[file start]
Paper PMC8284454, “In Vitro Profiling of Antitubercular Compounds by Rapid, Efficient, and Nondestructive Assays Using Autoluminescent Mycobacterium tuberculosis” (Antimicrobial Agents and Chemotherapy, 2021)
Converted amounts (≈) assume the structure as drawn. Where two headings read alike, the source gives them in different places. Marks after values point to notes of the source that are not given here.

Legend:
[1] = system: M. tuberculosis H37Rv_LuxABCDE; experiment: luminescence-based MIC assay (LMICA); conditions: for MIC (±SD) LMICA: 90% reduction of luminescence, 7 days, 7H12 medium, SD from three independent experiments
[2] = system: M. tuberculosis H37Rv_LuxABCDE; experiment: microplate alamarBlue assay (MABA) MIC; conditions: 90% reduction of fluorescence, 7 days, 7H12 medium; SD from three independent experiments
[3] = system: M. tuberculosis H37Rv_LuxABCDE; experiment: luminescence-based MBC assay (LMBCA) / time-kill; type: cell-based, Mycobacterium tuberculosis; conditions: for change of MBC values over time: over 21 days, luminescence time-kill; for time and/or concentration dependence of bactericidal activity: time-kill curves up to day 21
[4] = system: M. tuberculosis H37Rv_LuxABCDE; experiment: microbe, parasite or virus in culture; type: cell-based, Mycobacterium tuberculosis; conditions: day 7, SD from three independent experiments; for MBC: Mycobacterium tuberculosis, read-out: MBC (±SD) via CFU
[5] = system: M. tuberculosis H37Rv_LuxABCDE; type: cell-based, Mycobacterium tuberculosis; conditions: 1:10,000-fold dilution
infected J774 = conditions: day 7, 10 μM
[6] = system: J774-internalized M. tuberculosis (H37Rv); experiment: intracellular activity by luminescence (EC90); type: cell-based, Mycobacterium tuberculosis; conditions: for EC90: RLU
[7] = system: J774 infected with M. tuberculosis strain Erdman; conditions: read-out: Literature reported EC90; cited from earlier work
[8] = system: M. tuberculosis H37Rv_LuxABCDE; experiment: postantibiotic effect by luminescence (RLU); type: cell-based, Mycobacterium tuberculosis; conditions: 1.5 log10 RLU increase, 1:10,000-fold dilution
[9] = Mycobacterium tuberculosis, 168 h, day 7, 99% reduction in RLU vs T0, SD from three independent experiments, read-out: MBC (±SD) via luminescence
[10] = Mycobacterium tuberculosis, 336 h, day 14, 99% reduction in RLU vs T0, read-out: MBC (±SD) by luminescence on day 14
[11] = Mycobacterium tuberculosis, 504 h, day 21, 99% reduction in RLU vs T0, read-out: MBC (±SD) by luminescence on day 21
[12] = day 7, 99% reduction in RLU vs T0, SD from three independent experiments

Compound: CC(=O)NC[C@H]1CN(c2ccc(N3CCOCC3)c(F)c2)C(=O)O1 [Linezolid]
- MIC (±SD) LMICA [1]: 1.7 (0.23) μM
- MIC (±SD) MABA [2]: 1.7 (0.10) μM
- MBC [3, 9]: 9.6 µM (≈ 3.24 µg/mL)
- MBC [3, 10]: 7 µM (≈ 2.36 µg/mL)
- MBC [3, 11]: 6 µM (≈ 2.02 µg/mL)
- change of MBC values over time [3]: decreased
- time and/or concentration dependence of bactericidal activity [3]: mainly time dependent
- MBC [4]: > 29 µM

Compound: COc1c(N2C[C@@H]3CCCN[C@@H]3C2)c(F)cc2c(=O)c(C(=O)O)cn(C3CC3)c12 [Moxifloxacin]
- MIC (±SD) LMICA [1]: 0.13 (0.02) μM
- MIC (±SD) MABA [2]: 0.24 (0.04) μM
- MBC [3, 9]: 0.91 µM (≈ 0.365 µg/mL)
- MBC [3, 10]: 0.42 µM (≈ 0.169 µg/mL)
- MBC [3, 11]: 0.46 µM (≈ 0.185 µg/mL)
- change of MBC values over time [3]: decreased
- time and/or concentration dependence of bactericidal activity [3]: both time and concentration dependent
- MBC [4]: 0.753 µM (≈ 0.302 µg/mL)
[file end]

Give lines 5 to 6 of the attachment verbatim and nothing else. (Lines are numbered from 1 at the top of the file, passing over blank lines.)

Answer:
[2] = system: M. tuberculosis H37Rv_LuxABCDE; experiment: microplate alamarBlue assay (MABA) MIC; conditions: 90% reduction of fluorescence, 7 days, 7H12 medium; SD from three independent experiments
[3] = system: M. tuberculosis H37Rv_LuxABCDE; experiment: luminescence-based MBC assay (LMBCA) / time-kill; type: cell-based, Mycobacterium tuberculosis; conditions: for change of MBC values over time: over 21 days, luminescence time-kill; for time and/or concentration dependence of bactericidal activity: time-kill curves up to day 21